SANTA ROSA, UPDATED 4:20 p.m. – A lawsuit has been filed by opponents of Sutter Health’s planned new hospital next to the Wells Fargo Center for the Arts – less than a week after the Sacramento-based health organization celebrated a ground breaking ceremony for the $284 million project meant to replace the seismically unsafe Chanate facility.
The North Sonoma County Healthcare District, which oversees operations of Healdsburg District Hospital, authorized the suit to block development of Sutter’s proposed 82-bed hospital. Joining the healthcare district is Palm Drive Hospital in Sebastopol, the California Nurses Association and the Transportation Solutions Defense and Education Fund, an anti-sprawl organization in the Bay Area.
The suit, filed Sept. 22 in Sonoma County Superior Court, claims the environmental impact report approved by Sonoma County and the Board of Supervisors is “flawed,” does not conform with the county’s General Plan and is in violation of the California Environmental Quality Act, also known as CEQA. To read the full complaint filed in Sonoma County Superior Court, click here.
Sonoma County and the Board of Supervisors are listed as defendants to the case. Sutter Health, Sutter Medical Center of Santa Rosa, Sutter Medical Foundation, Sutter West Bay Hospitals and the Sutter West Bay Medical Foundation are listed as parties of interest.
“The Board of Supervisors made a carefully considered decision in approving the new Sutter hospital, and they did so after preparing a very thorough environmental impact report,” Sutter said in a statement. “This is a critical project for Sonoma County health care, and for jobs and the local economy,” the statement continued. “It is unfortunate that taxpayers and Sutter have to bear the cost of this lawsuit, but we are confident that the county’s thorough environmental impact report and accompanying studies will demonstrate that the lawsuit lacks merit.”
Sutter spokeswoman Lisa Amador added that the board and the county Planning Commission voted unanimously to certify the EIR.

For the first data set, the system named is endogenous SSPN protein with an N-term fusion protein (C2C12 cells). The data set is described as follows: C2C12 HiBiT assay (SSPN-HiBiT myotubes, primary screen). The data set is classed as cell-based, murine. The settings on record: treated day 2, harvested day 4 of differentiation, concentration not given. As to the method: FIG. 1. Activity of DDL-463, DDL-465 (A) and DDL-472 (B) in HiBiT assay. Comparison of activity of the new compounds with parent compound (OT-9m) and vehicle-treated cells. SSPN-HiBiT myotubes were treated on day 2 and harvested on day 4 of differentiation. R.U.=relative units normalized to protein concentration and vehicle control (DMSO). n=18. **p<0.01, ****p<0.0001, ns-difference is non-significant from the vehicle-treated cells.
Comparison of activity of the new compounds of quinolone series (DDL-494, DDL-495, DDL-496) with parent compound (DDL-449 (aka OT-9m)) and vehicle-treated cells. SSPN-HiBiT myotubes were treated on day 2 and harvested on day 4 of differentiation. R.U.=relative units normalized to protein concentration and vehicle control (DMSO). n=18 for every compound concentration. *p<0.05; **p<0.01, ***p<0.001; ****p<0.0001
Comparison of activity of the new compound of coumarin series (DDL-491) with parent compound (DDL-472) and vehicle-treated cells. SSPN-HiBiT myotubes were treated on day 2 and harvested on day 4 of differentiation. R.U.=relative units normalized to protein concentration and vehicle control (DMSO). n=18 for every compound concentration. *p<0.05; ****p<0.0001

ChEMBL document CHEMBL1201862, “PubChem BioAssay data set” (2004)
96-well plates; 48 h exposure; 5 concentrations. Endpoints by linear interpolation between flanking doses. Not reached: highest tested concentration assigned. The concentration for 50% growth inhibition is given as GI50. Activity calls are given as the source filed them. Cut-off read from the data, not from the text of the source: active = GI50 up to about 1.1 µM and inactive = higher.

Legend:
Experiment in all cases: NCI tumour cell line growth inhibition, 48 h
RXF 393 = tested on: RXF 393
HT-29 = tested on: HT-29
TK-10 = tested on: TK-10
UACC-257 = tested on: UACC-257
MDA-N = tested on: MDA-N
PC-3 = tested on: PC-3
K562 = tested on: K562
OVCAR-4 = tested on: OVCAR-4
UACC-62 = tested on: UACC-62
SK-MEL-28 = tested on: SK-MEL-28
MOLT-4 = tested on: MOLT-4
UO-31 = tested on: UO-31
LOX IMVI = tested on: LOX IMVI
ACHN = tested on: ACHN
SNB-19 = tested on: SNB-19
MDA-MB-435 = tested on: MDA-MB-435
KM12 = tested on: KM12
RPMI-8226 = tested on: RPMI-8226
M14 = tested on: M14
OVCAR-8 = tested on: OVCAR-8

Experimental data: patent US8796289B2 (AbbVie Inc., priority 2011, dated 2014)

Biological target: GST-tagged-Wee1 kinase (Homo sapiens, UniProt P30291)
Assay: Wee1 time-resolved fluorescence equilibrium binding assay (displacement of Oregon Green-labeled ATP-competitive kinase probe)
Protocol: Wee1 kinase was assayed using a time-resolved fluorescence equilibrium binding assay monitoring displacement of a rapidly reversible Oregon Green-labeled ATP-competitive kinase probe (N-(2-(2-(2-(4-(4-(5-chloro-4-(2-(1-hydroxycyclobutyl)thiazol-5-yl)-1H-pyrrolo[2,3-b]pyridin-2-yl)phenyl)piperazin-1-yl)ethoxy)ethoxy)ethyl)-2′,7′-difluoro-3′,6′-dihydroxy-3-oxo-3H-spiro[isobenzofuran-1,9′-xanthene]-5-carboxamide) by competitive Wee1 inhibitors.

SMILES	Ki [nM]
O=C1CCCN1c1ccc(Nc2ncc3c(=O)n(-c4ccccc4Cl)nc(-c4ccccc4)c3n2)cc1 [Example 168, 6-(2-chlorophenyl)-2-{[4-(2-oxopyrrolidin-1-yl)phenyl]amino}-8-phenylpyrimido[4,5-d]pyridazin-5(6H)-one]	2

Throughout the approval process for Sutter’s plan, critics said the location was ill-suited for a new hospital because it would have a negative impact on the surrounding area, particularly with respect to traffic, air quality, noise and the lack of public transportation in the area.
“By approving the project on the basis of this flawed and fragmented environmental analysis,” county officials and the supervisors “made a decision without considering all of the information that they and the public needed to properly weigh the consequences of the county’s actions,” the suit alleges.
But Sutter has said repeatedly that it would assist the county in expanding the public transportation and in widening Mark West Springs Road to accommodate for an increase in traffic. It also says the construction of the hospital, which will include 80,000 square feet of medical office space, would be a significant boon to the economy.
More than 1,500 jobs would be “created and maintained during the planning, design and construction of the new hospital,” Sutter said in August, announcing that nearly a dozen of local companies would be selected to work on the project. About $5.5 million would be paid in mitigation fees to the county upon completion of construction, which is expected to take four years, Sutter said.
Sutter also faces a looming deadline of Dec. 31 of this year to reach certain construction milestones that would grant it an extension in meeting state-mandated seismic upgrades. The Chanate facility, originally built in 1937, is inadequate in seismic requirements, Sutter has said.